Whenever I see correlation confused with causation, it reminds me of a time in my early teens when the A&P (Agricultural and Pastoral) show was in my home town. People started getting sick, and the common factor seemed to be attendance at the A&P show. Suspicion started to fall on those providing food at the A&P show, particularly for some reason on the hot dog vendors.
A few days later, the cause of the illness was shown to be norovirus, but not before some rather nasty things had been said about the food vendors. As norovirus is highly contagious, it is more than likely that the close proximity of people at the A&P was more than enough to allow rapid spread of the norovirus. So while there was a correlation between those attending the A&P show, and those get sick, the hot dog vendors were unlikely to be the causation.
This event taught me two things – first, that when it comes to health, we are generally very conservative and cautious. Secondly, and less flatteringly, it taught me how susceptible we can be to scapegoating and behaving out of fear and ignorance.
Our history is littered with examples of scapegoating, for example – disease being blamed on the work of the witches, resulting in the deaths of innocent local women. And this carries through to the modern day where people still die in “exorcisms”.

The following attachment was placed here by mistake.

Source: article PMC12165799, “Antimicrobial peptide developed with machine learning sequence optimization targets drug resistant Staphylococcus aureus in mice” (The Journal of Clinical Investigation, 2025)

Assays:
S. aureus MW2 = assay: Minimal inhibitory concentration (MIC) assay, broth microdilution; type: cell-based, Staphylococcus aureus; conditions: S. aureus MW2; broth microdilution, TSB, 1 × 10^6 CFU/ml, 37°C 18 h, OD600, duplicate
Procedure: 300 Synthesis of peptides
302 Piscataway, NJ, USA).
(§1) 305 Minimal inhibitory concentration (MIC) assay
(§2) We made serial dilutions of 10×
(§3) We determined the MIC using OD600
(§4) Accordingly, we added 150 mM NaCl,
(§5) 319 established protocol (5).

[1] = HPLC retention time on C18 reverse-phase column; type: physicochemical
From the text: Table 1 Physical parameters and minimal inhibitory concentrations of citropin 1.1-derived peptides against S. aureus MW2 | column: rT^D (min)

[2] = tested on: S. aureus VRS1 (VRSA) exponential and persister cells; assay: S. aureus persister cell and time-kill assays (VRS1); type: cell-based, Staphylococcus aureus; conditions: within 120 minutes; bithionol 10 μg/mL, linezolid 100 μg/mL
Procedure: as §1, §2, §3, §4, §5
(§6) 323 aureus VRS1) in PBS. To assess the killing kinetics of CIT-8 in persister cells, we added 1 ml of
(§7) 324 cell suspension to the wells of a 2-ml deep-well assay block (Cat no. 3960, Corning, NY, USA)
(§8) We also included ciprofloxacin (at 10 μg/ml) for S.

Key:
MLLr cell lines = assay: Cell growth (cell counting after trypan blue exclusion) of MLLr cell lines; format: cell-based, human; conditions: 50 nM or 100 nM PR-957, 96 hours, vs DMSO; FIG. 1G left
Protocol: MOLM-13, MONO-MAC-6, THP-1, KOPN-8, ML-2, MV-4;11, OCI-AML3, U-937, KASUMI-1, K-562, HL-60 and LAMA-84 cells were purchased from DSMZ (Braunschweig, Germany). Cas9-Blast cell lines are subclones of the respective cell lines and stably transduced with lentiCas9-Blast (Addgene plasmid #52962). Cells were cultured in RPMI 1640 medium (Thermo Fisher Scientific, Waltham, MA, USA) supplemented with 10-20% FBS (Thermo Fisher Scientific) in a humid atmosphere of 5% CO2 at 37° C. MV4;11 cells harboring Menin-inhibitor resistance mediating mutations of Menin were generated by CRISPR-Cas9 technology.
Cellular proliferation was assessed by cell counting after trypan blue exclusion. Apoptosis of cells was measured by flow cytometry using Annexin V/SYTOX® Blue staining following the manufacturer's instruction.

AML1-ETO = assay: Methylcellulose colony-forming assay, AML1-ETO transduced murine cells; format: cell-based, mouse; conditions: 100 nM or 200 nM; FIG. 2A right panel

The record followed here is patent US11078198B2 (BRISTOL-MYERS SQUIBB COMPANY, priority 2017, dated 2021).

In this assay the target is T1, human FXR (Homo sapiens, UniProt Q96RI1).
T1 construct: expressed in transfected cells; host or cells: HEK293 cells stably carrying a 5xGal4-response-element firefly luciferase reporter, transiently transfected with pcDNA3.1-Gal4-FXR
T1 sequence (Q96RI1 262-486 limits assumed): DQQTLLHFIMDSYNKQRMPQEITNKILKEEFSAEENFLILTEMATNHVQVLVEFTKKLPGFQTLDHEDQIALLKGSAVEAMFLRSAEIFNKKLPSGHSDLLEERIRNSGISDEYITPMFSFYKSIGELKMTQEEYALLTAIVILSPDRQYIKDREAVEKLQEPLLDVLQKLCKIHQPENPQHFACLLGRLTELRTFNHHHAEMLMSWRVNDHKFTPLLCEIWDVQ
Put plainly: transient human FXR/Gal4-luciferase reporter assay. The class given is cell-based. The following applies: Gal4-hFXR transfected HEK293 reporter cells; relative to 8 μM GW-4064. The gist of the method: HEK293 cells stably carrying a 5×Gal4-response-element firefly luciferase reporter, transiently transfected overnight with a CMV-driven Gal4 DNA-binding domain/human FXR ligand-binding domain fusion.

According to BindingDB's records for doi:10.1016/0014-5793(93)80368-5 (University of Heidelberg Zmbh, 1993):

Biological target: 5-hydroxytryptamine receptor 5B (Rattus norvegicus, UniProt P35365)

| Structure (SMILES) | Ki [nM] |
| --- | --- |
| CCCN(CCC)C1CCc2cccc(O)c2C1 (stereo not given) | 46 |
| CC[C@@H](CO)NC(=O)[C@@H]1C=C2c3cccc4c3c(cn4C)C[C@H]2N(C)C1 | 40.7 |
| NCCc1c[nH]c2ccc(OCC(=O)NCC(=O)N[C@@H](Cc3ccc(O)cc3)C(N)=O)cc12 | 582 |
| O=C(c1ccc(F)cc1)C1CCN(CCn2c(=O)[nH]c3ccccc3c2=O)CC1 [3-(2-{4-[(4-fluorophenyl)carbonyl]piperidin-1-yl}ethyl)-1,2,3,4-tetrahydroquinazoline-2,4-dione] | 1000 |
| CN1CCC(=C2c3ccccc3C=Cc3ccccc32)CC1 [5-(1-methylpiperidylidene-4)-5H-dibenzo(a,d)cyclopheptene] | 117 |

During the emerging AIDS crisis of the 80’s and 90’s – most New Zealanders will probably remember the name of Eve van Grafhorst, the Australian pre-schooler who was hounded out of her local pre-school in Kincumber, New South Wales, with some in the community even suggesting that the family leave town (which they eventually did, moving to New Zealand where she was able to attend school with relatively few hassles).
Examples of confusion between correlation and causation are apparent in the anti-vaccine movement today. Most children receive vaccines at around the same time as the first indicators of autism start to become obvious. Consequently while the correlation between vaccines and the development of autism is a temporal one – they tend to occur around the same time, it does not follow that the vaccines are causing autism.
We are extremely cautious when it comes to looking after our health, an approach that in terms of the survival of our species has served us quite well. However, as we grow more knowledgeable we need to learn to balance this precautionary instinct with greater rationality and empathy for those around us.